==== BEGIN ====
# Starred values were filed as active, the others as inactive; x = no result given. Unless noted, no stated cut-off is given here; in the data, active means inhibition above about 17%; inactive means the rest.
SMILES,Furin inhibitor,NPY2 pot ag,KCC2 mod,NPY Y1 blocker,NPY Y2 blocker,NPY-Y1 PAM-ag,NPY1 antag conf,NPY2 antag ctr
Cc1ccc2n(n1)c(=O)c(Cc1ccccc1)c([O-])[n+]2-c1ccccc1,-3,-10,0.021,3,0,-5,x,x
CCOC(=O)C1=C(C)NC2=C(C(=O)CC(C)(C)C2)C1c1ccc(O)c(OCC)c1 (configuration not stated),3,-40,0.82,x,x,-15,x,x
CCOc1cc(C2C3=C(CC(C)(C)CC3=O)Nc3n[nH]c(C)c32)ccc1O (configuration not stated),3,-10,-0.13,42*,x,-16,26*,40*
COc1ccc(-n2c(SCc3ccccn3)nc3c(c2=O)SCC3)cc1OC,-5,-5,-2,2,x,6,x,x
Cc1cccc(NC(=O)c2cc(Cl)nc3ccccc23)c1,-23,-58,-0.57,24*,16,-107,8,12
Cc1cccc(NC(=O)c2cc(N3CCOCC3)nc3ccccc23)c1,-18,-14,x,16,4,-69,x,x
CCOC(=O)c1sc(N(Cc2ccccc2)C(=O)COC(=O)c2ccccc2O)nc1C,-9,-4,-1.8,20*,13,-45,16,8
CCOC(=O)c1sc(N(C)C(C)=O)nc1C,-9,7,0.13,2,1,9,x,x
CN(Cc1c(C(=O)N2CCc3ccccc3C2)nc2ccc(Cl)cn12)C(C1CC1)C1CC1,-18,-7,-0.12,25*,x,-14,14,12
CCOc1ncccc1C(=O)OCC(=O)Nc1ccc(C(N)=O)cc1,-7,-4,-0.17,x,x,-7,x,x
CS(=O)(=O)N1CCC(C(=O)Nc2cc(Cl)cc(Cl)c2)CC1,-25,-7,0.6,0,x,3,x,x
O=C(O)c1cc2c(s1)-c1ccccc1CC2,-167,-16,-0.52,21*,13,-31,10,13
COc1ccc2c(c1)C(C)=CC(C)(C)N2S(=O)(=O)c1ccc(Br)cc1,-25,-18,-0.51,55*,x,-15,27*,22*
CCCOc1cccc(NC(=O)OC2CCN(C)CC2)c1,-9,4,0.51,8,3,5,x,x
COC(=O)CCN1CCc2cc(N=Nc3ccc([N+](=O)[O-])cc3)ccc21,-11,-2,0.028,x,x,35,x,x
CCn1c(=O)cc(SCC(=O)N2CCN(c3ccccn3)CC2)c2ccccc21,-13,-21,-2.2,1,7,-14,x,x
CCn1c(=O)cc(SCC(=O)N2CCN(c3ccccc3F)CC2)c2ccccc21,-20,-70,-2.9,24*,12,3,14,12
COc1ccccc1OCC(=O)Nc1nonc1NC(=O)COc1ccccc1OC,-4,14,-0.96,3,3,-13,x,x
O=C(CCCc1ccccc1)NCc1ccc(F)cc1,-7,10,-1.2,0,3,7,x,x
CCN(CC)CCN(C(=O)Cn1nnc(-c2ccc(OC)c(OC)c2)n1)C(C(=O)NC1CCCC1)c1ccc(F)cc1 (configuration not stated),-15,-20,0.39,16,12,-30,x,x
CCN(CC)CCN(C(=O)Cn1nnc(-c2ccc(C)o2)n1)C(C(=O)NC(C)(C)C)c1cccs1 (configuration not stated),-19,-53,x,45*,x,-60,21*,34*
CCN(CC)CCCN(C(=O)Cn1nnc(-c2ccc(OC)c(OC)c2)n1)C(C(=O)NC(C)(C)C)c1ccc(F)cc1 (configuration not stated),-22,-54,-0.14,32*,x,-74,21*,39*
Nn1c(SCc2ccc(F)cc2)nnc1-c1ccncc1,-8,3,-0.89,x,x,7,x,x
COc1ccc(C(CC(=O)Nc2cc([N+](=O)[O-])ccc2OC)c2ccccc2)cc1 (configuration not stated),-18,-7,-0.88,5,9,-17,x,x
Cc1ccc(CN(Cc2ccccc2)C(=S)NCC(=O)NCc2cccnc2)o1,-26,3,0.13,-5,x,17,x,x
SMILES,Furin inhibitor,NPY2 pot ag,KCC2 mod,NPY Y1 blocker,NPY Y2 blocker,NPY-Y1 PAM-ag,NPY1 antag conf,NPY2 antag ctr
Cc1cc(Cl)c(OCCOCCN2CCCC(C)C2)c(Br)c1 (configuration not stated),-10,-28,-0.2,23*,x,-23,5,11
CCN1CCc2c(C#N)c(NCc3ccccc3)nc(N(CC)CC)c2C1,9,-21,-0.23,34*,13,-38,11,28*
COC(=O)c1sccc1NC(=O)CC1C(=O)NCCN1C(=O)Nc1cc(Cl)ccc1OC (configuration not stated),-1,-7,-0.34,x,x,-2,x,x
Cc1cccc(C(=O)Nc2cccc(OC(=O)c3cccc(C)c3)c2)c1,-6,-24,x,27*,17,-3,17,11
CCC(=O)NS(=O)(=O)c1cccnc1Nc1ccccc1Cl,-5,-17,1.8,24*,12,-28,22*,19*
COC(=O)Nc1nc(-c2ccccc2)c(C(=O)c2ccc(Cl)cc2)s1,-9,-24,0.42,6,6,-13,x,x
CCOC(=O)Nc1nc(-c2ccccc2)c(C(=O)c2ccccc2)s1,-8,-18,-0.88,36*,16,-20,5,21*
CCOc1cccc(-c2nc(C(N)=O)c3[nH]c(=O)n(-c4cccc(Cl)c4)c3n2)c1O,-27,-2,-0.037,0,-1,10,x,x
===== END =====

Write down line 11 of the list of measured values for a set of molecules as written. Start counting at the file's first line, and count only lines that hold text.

CN(Cc1c(C(=O)N2CCc3ccccc3C2)nc2ccc(Cl)cn12)C(C1CC1)C1CC1,-18,-7,-0.12,25*,x,-14,14,12